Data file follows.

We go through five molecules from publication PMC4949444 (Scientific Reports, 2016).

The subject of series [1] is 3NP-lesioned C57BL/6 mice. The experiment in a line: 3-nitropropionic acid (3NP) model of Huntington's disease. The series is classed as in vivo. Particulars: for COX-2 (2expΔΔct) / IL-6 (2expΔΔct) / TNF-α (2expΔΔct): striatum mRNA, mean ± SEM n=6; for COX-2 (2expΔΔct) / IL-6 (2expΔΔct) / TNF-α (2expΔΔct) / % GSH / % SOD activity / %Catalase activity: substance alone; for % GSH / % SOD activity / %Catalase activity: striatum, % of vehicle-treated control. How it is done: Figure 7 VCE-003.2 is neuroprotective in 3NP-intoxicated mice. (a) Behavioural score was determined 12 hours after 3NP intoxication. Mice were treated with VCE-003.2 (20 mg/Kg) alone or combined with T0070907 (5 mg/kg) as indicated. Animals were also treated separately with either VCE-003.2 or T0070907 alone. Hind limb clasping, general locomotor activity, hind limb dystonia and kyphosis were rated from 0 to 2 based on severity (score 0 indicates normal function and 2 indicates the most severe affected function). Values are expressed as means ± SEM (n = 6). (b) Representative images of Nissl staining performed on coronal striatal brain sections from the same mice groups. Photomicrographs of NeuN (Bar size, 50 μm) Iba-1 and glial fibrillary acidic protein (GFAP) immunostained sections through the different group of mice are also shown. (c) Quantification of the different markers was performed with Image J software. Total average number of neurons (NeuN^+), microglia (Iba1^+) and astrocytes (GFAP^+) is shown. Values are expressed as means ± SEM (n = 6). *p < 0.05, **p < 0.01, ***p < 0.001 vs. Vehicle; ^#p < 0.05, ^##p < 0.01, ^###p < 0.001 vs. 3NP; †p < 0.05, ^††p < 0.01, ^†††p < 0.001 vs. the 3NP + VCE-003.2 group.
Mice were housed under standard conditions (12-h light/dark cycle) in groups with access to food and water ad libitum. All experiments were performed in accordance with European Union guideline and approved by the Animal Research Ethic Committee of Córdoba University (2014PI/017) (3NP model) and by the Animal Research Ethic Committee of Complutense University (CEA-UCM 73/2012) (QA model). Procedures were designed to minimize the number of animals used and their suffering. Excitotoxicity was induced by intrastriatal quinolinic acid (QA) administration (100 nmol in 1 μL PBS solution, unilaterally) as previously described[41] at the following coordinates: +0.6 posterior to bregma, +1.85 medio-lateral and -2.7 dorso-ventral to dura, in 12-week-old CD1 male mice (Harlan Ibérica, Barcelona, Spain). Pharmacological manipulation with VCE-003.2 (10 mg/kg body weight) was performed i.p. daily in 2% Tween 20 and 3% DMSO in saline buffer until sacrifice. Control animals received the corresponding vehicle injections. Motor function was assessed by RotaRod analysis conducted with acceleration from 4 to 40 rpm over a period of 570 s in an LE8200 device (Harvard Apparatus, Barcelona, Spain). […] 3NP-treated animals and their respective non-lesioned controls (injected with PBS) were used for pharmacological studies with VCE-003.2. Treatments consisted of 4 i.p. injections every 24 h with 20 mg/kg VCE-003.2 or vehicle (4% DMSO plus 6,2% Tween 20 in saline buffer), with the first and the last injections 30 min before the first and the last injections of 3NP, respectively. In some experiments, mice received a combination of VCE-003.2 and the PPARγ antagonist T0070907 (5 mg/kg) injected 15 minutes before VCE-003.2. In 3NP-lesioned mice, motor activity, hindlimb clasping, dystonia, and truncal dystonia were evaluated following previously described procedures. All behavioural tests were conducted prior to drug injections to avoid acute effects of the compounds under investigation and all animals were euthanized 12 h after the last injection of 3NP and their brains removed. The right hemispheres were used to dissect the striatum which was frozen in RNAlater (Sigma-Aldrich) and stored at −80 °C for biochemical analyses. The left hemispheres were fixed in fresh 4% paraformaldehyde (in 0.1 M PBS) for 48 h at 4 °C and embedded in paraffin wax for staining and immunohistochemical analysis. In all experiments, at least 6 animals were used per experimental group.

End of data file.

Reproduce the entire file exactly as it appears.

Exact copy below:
We go through five molecules from publication PMC4949444 (Scientific Reports, 2016).

The subject of series [1] is 3NP-lesioned C57BL/6 mice. The experiment in a line: 3-nitropropionic acid (3NP) model of Huntington's disease. The series is classed as in vivo. Particulars: for COX-2 (2expΔΔct) / IL-6 (2expΔΔct) / TNF-α (2expΔΔct): striatum mRNA, mean ± SEM n=6; for COX-2 (2expΔΔct) / IL-6 (2expΔΔct) / TNF-α (2expΔΔct) / % GSH / % SOD activity / %Catalase activity: substance alone; for % GSH / % SOD activity / %Catalase activity: striatum, % of vehicle-treated control. How it is done: Figure 7 VCE-003.2 is neuroprotective in 3NP-intoxicated mice. (a) Behavioural score was determined 12 hours after 3NP intoxication. Mice were treated with VCE-003.2 (20 mg/Kg) alone or combined with T0070907 (5 mg/kg) as indicated. Animals were also treated separately with either VCE-003.2 or T0070907 alone. Hind limb clasping, general locomotor activity, hind limb dystonia and kyphosis were rated from 0 to 2 based on severity (score 0 indicates normal function and 2 indicates the most severe affected function). Values are expressed as means ± SEM (n = 6). (b) Representative images of Nissl staining performed on coronal striatal brain sections from the same mice groups. Photomicrographs of NeuN (Bar size, 50 μm) Iba-1 and glial fibrillary acidic protein (GFAP) immunostained sections through the different group of mice are also shown. (c) Quantification of the different markers was performed with Image J software. Total average number of neurons (NeuN^+), microglia (Iba1^+) and astrocytes (GFAP^+) is shown. Values are expressed as means ± SEM (n = 6). *p < 0.05, **p < 0.01, ***p < 0.001 vs. Vehicle; ^#p < 0.05, ^##p < 0.01, ^###p < 0.001 vs. 3NP; †p < 0.05, ^††p < 0.01, ^†††p < 0.001 vs. the 3NP + VCE-003.2 group.
Mice were housed under standard conditions (12-h light/dark cycle) in groups with access to food and water ad libitum. All experiments were performed in accordance with European Union guideline and approved by the Animal Research Ethic Committee of Córdoba University (2014PI/017) (3NP model) and by the Animal Research Ethic Committee of Complutense University (CEA-UCM 73/2012) (QA model). Procedures were designed to minimize the number of animals used and their suffering. Excitotoxicity was induced by intrastriatal quinolinic acid (QA) administration (100 nmol in 1 μL PBS solution, unilaterally) as previously described[41] at the following coordinates: +0.6 posterior to bregma, +1.85 medio-lateral and -2.7 dorso-ventral to dura, in 12-week-old CD1 male mice (Harlan Ibérica, Barcelona, Spain). Pharmacological manipulation with VCE-003.2 (10 mg/kg body weight) was performed i.p. daily in 2% Tween 20 and 3% DMSO in saline buffer until sacrifice. Control animals received the corresponding vehicle injections. Motor function was assessed by RotaRod analysis conducted with acceleration from 4 to 40 rpm over a period of 570 s in an LE8200 device (Harvard Apparatus, Barcelona, Spain). […] 3NP-treated animals and their respective non-lesioned controls (injected with PBS) were used for pharmacological studies with VCE-003.2. Treatments consisted of 4 i.p. injections every 24 h with 20 mg/kg VCE-003.2 or vehicle (4% DMSO plus 6,2% Tween 20 in saline buffer), with the first and the last injections 30 min before the first and the last injections of 3NP, respectively. In some experiments, mice received a combination of VCE-003.2 and the PPARγ antagonist T0070907 (5 mg/kg) injected 15 minutes before VCE-003.2. In 3NP-lesioned mice, motor activity, hindlimb clasping, dystonia, and truncal dystonia were evaluated following previously described procedures. All behavioural tests were conducted prior to drug injections to avoid acute effects of the compounds under investigation and all animals were euthanized 12 h after the last injection of 3NP and their brains removed. The right hemispheres were used to dissect the striatum which was frozen in RNAlater (Sigma-Aldrich) and stored at −80 °C for biochemical analyses. The left hemispheres were fixed in fresh 4% paraformaldehyde (in 0.1 M PBS) for 48 h at 4 °C and embedded in paraffin wax for staining and immunohistochemical analysis. In all experiments, at least 6 animals were used per experimental group.